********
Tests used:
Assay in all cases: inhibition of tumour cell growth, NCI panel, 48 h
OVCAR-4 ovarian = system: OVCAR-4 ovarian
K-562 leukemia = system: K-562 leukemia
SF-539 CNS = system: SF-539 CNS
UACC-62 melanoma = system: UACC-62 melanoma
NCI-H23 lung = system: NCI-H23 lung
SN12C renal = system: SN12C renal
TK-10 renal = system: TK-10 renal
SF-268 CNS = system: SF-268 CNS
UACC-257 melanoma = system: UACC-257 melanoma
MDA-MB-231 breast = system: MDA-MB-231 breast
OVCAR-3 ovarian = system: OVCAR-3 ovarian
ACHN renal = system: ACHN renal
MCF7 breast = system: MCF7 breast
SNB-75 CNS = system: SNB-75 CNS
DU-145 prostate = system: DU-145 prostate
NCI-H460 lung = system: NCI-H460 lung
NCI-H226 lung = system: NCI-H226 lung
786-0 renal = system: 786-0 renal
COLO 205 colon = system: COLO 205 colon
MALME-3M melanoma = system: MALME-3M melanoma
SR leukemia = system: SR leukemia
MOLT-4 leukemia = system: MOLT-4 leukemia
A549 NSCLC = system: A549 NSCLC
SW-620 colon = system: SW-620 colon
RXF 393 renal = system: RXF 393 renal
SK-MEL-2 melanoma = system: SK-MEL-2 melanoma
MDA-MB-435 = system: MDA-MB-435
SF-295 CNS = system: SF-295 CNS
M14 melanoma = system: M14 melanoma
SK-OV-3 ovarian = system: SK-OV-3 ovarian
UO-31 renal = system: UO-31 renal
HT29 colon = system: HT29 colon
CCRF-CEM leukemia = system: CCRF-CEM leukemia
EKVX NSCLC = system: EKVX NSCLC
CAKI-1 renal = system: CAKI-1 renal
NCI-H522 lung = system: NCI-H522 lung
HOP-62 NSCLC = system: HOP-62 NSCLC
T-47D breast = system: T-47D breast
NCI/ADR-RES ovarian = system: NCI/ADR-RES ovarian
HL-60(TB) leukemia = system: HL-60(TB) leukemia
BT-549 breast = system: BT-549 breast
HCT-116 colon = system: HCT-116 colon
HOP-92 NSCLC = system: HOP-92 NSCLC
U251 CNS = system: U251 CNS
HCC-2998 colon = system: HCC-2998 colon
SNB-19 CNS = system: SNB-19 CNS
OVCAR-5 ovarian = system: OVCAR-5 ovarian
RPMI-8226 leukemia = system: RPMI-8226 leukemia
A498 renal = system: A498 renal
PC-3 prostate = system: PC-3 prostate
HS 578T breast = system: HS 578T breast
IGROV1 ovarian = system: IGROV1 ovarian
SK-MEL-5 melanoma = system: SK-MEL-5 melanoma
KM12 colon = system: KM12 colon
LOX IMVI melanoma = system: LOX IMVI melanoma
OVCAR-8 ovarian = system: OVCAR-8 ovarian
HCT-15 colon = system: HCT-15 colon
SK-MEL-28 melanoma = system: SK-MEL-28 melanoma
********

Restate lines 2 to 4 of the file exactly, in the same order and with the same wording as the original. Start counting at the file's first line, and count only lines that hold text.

Assay in all cases: inhibition of tumour cell growth, NCI panel, 48 h
OVCAR-4 ovarian = system: OVCAR-4 ovarian
K-562 leukemia = system: K-562 leukemia